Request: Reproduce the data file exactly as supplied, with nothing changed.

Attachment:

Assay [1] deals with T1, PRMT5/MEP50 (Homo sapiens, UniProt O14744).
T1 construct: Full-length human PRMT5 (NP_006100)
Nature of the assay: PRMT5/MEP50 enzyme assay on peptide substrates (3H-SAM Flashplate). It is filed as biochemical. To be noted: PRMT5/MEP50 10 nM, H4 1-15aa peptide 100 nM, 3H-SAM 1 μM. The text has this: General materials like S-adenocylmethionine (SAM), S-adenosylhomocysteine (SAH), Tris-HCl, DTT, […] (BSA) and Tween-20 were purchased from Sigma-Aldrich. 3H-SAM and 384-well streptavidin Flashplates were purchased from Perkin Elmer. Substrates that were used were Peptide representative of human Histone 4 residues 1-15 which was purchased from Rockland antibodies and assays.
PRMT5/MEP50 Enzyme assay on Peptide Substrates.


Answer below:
Assay [1] deals with T1, PRMT5/MEP50 (Homo sapiens, UniProt O14744).
T1 construct: Full-length human PRMT5 (NP_006100)
Nature of the assay: PRMT5/MEP50 enzyme assay on peptide substrates (3H-SAM Flashplate). It is filed as biochemical. To be noted: PRMT5/MEP50 10 nM, H4 1-15aa peptide 100 nM, 3H-SAM 1 μM. The text has this: General materials like S-adenocylmethionine (SAM), S-adenosylhomocysteine (SAH), Tris-HCl, DTT, […] (BSA) and Tween-20 were purchased from Sigma-Aldrich. 3H-SAM and 384-well streptavidin Flashplates were purchased from Perkin Elmer. Substrates that were used were Peptide representative of human Histone 4 residues 1-15 which was purchased from Rockland antibodies and assays.
PRMT5/MEP50 Enzyme assay on Peptide Substrates.